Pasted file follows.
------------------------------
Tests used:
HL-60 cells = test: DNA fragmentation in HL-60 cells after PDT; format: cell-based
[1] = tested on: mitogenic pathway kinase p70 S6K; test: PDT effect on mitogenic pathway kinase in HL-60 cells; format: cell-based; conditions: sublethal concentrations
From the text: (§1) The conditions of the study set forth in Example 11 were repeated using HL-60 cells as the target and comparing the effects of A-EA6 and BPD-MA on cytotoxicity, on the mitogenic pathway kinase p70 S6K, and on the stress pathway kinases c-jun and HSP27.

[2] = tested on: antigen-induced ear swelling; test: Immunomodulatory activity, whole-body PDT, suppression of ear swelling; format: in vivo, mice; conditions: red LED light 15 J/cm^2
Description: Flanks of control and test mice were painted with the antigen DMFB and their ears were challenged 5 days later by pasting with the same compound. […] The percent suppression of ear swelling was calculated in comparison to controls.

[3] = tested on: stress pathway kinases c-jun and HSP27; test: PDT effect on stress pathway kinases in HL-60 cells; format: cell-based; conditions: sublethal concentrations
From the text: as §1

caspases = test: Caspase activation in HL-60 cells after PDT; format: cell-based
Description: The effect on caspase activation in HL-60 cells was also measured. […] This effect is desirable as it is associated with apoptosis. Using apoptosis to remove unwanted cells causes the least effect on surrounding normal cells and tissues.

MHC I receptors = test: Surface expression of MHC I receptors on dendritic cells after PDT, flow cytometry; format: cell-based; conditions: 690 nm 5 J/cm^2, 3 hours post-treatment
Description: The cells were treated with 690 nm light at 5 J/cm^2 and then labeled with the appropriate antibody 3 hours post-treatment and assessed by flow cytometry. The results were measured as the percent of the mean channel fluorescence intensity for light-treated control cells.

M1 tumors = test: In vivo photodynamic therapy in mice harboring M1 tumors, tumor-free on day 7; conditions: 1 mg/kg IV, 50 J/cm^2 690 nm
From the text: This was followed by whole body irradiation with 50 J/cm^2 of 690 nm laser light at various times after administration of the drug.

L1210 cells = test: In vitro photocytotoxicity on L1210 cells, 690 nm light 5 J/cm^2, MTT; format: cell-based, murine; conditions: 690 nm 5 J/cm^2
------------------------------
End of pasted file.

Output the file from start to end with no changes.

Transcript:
Tests used:
HL-60 cells = test: DNA fragmentation in HL-60 cells after PDT; format: cell-based
[1] = tested on: mitogenic pathway kinase p70 S6K; test: PDT effect on mitogenic pathway kinase in HL-60 cells; format: cell-based; conditions: sublethal concentrations
From the text: (§1) The conditions of the study set forth in Example 11 were repeated using HL-60 cells as the target and comparing the effects of A-EA6 and BPD-MA on cytotoxicity, on the mitogenic pathway kinase p70 S6K, and on the stress pathway kinases c-jun and HSP27.

[2] = tested on: antigen-induced ear swelling; test: Immunomodulatory activity, whole-body PDT, suppression of ear swelling; format: in vivo, mice; conditions: red LED light 15 J/cm^2
Description: Flanks of control and test mice were painted with the antigen DMFB and their ears were challenged 5 days later by pasting with the same compound. […] The percent suppression of ear swelling was calculated in comparison to controls.

[3] = tested on: stress pathway kinases c-jun and HSP27; test: PDT effect on stress pathway kinases in HL-60 cells; format: cell-based; conditions: sublethal concentrations
From the text: as §1

caspases = test: Caspase activation in HL-60 cells after PDT; format: cell-based
Description: The effect on caspase activation in HL-60 cells was also measured. […] This effect is desirable as it is associated with apoptosis. Using apoptosis to remove unwanted cells causes the least effect on surrounding normal cells and tissues.

MHC I receptors = test: Surface expression of MHC I receptors on dendritic cells after PDT, flow cytometry; format: cell-based; conditions: 690 nm 5 J/cm^2, 3 hours post-treatment
Description: The cells were treated with 690 nm light at 5 J/cm^2 and then labeled with the appropriate antibody 3 hours post-treatment and assessed by flow cytometry. The results were measured as the percent of the mean channel fluorescence intensity for light-treated control cells.

M1 tumors = test: In vivo photodynamic therapy in mice harboring M1 tumors, tumor-free on day 7; conditions: 1 mg/kg IV, 50 J/cm^2 690 nm
From the text: This was followed by whole body irradiation with 50 J/cm^2 of 690 nm laser light at various times after administration of the drug.

L1210 cells = test: In vitro photocytotoxicity on L1210 cells, 690 nm light 5 J/cm^2, MTT; format: cell-based, murine; conditions: 690 nm 5 J/cm^2